The novel describes how environmental conditions influence people’s behavior, in particular how they compulsively abandon their moral standards in the face of snow and freezing ice. The bar is plundered, drugs are stolen from the doctor’s bag, insults and fistfights abound. And Foreman decides to murder Greer.

   The novel is more of a mainstream novel than a crime novel. Some of Kornbluth’s own experiences are worked into the depiction of Hal Foreman. This makes it all the more dubious that the reader is expected, through the manner in which the novel is written and concludes, to identify with Foreman’s prejudice against and hatred of homosexuality. This diminishes the quality of the novel considerably.


    Sorority House is to an even greater extent more of a mainstream novel than a crime novel. Life in the Eleusis Academy for Women, a college in a small provincial town in Pennsylvania, is presented in a socially critical manner. The head of the college is Dr. Mildred Matthewson, an old maid and historian, who tyrannizes and spies on both students and teaching staff. She is malicious, extortionate and scheming.

   Four female students and three teachers form the centre of events. The four young women are accepted into to the sorority of the Lambs and enjoy the privilege of living in their house. They are Ann Riker, an aspiring writer, who is keen to suppress her lesbian inclinations, Kathryn Jackson, a stipendiary from the lower classes, who wishes to become a Latin teacher, Joy Squires, a beauty who embarks on a relationship with a young lecturer, and Clara Gwynn, a rather chubby student who develops a talent for mathematics. The three lecturers are the young English teacher Jim Henschel, the journalism teacher James McGivern, a drinker, and the new, unapproachable mathematics teacher Dr. Crouch.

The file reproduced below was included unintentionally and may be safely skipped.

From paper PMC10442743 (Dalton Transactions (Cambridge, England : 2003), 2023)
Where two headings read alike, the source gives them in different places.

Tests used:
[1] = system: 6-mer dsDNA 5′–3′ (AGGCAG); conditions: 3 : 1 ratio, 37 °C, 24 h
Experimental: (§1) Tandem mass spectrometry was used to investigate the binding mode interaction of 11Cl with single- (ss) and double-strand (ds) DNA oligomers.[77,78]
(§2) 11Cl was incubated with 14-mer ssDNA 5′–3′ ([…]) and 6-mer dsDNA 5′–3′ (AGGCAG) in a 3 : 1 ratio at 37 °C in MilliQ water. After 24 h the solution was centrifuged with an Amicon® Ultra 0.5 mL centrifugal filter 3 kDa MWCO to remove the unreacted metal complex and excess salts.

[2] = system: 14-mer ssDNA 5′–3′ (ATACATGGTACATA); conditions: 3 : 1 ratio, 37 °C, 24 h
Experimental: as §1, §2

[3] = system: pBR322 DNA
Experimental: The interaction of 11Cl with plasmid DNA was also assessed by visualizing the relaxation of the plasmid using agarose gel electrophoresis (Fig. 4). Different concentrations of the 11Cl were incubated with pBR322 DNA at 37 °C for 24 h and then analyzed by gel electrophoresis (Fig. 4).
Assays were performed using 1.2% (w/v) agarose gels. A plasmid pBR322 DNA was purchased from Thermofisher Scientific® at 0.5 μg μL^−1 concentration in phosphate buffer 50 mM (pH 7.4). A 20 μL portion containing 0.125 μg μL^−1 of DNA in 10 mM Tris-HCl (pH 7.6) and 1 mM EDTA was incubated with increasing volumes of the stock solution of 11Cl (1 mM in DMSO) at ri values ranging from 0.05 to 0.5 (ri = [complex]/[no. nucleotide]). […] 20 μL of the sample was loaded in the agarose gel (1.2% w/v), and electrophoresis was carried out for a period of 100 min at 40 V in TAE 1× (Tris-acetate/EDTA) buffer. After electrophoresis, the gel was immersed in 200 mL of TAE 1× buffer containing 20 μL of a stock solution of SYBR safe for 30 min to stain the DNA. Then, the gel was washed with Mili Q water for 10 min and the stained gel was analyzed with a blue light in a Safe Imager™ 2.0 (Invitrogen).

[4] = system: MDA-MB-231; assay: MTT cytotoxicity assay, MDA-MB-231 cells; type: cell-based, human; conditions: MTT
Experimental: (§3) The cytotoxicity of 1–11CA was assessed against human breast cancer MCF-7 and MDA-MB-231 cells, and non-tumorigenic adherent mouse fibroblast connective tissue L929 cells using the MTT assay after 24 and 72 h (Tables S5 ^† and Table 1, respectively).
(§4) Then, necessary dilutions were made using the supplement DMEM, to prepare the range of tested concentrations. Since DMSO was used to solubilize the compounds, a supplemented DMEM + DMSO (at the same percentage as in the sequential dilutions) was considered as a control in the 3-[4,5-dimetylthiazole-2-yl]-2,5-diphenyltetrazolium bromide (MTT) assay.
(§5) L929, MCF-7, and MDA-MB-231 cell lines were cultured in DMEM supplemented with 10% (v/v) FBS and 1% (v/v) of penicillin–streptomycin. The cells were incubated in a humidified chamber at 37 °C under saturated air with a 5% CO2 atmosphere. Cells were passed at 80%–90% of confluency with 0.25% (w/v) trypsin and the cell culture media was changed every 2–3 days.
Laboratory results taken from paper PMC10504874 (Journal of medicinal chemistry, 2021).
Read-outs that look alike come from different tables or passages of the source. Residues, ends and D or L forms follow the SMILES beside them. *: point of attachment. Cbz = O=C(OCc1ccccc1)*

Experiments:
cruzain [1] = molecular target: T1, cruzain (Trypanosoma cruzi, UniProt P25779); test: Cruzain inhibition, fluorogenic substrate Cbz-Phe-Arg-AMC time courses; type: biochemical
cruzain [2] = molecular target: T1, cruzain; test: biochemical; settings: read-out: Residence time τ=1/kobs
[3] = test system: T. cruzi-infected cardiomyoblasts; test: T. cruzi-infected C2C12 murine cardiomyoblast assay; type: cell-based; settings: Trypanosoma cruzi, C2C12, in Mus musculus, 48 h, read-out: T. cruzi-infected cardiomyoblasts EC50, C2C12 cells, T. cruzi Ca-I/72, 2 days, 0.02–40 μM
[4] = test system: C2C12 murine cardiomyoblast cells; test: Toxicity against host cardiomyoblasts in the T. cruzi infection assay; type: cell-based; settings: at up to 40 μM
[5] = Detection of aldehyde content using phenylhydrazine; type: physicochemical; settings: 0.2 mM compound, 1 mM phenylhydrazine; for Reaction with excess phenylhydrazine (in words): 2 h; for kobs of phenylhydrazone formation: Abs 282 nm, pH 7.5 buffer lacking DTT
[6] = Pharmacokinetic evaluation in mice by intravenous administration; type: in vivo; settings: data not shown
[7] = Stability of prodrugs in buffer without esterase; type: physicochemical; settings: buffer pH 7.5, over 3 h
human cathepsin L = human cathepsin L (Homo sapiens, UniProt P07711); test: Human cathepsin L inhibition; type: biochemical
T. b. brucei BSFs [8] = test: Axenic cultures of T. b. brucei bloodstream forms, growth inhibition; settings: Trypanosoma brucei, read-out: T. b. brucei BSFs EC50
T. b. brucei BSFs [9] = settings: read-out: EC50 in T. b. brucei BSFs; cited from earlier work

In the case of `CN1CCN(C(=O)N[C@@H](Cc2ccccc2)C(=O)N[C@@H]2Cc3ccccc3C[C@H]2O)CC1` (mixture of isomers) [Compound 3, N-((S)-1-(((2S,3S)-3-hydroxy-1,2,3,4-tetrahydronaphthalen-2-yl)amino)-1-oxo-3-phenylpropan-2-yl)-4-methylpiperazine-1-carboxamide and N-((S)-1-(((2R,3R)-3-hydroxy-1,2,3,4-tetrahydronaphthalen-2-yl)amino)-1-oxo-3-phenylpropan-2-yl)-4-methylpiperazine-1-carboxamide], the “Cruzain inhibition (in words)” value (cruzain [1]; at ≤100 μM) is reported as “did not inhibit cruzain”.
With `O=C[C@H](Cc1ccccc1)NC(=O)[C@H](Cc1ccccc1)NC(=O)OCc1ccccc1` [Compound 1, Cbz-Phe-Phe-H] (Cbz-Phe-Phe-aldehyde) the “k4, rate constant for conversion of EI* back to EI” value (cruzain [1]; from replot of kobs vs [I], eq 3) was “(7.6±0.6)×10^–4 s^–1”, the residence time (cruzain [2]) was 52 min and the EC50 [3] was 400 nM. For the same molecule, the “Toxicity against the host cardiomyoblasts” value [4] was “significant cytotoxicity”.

The entanglements that befall the students and lecturers are told in an exciting manner. But the action only takes a turn towards becoming a crime novel from page 166. During a dance party, arranged elaborately by the Lambs, Dr. Matthewson is found dead in the night, away from events, in the Mall. The police investigation, which commences immediately, establishes that the death was violent: it is murder. As the head of the college was not short of enemies, there are numerous suspects. Some detection and dramatic action takes place on the last 25 pages. The solution is no surprise.

   From our current perspective the prejudices against lesbian love and against women who aspire to social mobility by means of an academic education are reactionary. These prejudices become apparent above all at the end of the novel, which is not revealed. There is also an alarming empathy for a kind of self-justice. Finally, the different blurbs on both Lion Books falsify the content of the narrative by means of exaggeration, which I find annoying, and which does not do justice to the authors.